I haven’t written a serious post on Mom Goes On for a while. I wanted to cover this subject before Christmas, but life got in the way. It’s been simmering for much longer than that, and now it’s boiling over. So here goes. (My apologies in advance for the length. I’ll try to make it worth your while.)
I’ve written on another blog (Depression’s Collateral Damage, which I co-host with my good friend and co-author, Bernadette), about the fact that no one has the right to an opinion about another person’s choice, with the consultation of a qualified medical professional, to take medications for the treatment of mental illness. That’s a truth I will fight to the death.
In the same way, I’ll fight to the death another truth: NO ONE has the right to dismiss any marginalized group’s concerns regarding bias, discrimination, microagressions, etc.
Examples of microaggressions that happen every day: “You don’t ACT black.” “Where do you come from?” “You look so much more professional now that you’ve straightened your hair.” “You have a disability? You look perfectly normal to me.”
Consider how often we hear and read dismissive and sarcastic jabs about having to be “politically correct.” Most often, I must point out, these jabs come from members of the least marginalized group in existence – white, heterosexual “Christian” males. People, in other words, who have never been at the receiving end of microaggression, bias, or discrimination. What these people really want is license to ignore and belittle the very real hurts that are constantly committed against others who aren’t as privileged as they are.
In October I attended a talk by a local college professor on the topic of unconscious bias, a subject on which there are volumes of academic research.
We all have unconscious biases that lead us to behave in certain ways toward or think certain things about specific groups of people. It requires a great deal of self-awareness and intentional consideration to recognize and deal with these biases so that they don’t affect others within our sphere of influence.
This fascinating talk in October turned some new wheels for me. As an over-the-top introspector, I’d long considered my own unconscious biases. But the definition and examples given of microagression really hit home.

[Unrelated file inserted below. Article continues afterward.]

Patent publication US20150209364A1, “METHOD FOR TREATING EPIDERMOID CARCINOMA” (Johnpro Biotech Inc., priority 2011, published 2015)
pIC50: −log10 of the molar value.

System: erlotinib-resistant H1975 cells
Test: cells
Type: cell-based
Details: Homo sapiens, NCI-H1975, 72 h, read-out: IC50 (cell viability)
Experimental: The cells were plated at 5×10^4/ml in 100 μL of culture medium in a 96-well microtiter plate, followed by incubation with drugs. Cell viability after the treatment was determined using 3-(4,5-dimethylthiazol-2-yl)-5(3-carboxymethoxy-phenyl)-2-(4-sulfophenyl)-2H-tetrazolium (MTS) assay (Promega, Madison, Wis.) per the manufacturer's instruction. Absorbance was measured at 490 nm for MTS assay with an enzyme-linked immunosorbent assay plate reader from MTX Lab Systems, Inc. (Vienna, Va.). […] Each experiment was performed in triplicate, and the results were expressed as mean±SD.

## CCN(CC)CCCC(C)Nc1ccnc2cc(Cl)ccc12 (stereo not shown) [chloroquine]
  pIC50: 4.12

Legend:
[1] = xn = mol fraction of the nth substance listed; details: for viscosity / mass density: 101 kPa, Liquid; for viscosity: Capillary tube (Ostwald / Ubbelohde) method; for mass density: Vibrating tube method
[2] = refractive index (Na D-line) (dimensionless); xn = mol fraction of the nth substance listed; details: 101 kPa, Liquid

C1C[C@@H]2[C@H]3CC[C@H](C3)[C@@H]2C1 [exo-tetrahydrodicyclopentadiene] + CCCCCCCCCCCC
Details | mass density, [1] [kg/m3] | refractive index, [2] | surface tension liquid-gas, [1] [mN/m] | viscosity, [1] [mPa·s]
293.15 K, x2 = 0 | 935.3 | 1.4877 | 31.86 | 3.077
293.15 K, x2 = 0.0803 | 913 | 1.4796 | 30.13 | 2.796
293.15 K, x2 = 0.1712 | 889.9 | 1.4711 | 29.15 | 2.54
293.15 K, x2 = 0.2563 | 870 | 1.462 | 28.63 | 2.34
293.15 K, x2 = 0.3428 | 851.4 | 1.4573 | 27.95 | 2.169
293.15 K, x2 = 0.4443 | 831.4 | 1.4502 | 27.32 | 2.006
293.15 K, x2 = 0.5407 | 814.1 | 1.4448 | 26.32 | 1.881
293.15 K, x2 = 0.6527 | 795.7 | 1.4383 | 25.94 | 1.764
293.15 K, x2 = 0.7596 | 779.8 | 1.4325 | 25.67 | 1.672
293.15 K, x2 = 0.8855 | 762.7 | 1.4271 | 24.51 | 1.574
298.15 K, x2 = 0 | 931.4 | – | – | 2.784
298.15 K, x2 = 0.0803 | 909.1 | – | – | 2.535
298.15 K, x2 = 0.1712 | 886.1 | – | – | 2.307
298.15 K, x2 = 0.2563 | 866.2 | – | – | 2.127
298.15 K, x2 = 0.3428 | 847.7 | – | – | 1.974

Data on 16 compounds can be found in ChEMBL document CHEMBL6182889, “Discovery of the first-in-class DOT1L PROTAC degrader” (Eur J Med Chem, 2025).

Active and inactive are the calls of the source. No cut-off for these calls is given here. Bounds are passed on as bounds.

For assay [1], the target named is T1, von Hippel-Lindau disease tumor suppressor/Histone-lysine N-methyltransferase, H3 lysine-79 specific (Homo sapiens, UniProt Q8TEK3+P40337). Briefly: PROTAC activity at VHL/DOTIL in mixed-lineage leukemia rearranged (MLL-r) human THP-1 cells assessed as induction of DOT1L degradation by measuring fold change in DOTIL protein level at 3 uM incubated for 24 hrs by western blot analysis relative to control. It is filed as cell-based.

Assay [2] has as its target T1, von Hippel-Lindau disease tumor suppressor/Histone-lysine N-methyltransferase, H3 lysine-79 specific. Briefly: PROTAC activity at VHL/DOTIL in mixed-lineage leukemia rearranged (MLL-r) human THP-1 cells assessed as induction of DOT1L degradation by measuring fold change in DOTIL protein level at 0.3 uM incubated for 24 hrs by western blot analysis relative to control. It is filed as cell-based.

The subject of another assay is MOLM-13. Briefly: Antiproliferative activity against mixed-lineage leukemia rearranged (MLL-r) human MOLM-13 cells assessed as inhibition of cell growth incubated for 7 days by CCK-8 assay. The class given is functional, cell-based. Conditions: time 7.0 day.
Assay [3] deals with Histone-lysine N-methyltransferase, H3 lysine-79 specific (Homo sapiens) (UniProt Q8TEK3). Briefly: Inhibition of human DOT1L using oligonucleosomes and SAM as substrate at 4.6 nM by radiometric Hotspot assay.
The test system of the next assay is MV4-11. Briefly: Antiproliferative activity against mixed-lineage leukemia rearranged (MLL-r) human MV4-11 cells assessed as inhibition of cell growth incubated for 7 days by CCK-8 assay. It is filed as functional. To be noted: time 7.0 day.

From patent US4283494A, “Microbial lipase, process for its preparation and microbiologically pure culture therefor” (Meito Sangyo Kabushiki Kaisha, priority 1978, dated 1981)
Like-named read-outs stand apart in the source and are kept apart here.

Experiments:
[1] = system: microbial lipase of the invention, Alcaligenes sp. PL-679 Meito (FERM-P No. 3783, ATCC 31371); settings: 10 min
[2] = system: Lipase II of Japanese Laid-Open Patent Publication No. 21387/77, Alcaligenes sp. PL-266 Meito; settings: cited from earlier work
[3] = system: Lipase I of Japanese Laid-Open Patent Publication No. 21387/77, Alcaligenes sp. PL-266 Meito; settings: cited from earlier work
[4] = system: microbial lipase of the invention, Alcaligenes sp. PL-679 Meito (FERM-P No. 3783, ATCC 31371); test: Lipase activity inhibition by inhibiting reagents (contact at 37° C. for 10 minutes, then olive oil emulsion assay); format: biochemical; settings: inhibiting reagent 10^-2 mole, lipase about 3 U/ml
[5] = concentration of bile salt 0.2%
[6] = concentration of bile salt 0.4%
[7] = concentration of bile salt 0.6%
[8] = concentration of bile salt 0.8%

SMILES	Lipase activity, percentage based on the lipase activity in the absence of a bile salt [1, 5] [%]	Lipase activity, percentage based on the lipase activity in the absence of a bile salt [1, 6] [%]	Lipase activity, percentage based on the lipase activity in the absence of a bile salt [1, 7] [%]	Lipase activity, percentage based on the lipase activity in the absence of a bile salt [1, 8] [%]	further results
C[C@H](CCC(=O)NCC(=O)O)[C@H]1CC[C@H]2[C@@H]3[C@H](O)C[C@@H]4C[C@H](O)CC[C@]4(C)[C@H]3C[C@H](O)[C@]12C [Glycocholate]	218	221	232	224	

So…all the above was a lead-in to an experience I had shortly before Christmas.
I was early to a coffee shop meeting of a board I belong to, a group that is working to improve the level of leadership and critical/higher thinking skills within organizations in our metro area (IRONY ALERT). Another gentleman on the board was early, as well, and we chatted as we waited for the rest of the team. I’m kind of new to the team and hadn’t had much of a chance to talk to this guy (pseudonym for the purposes of this narrative: “Craig”), but from what I knew of him, I had a favorable impression.
A Republican debate had taken place the night before, and Craig started the conversational ball rolling with a comment about how sick of politics he was. I concurred, and kept that ball moving with a comment about how I’m totally on board with Bernie Sander’s message, but that as a woman raised by a fierce feminist it would be extremely important for me to see a woman in the White House.
Oh, boy. Here’s how the conversation continued:
Craig: “I don’t know. I really think all this gender bias and discrimination stuff is totally overblown. I just don’t see it.”
Me: Seeing red, holding my breath to keep the steam from erupting from my ears, and making a very deliberate choice to remain calm in the face of willful ignorance : Hmmm…well, you’re not a woman.
Craig: Right, but I’ve worked with women in business all my life. And in every instance, every woman I’ve worked with has been absolutely judged on her own merit. Gender has nothing to do with it. It’s all about being capable, knowledgeable, and professional.
Me: That’s a very interesting perspective. But I wonder if you’ve ever recognized the instances of microagressions that occur toward women and other groups every single day. (Okay, I may not have been quite that articulate. But you try to sound reasonable while sitting on your hands to keep from throttling the guy across the table from you.)
Thankfully, some of our other team members showed up and diverted my attention from the public assault I had been just seconds from committing. Yes, I should have merely considered this exchange a chance to educate someone who didn’t know better. Apparently I am not that mature.
And ever since that day, I’ve been composing the “I wish I’d said THIS” lines you think of once it’s way past too late.
- “Your anecdotal evidence bears no resemblance to what is actually experienced daily, worldwide.”
- “So…since our government, corporations, and churches – in fact, most segements of society – are VERY heavily dominated by men, and you say that women are able to rise solely on merit, what you’re actually saying is that women have exponentially less merit than men.”
- “Don’t make benign assumptions about subjects you cannot possibly know anything about – because you obviously have never taken a look at your own biases or considered the experiences of women.”
…and oh, so much more.
In closing (“Finally,” I imagine you saying) discrimination of all sorts is alive and well and being fed heaping servings of encouragement in our current culture.
Don’t be part of the problem.